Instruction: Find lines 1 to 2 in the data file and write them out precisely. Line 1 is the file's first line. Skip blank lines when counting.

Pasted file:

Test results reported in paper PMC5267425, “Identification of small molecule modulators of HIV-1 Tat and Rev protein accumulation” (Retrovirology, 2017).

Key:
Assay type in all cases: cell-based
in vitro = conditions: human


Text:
Test results reported in paper PMC5267425, “Identification of small molecule modulators of HIV-1 Tat and Rev protein accumulation” (Retrovirology, 2017).

Key: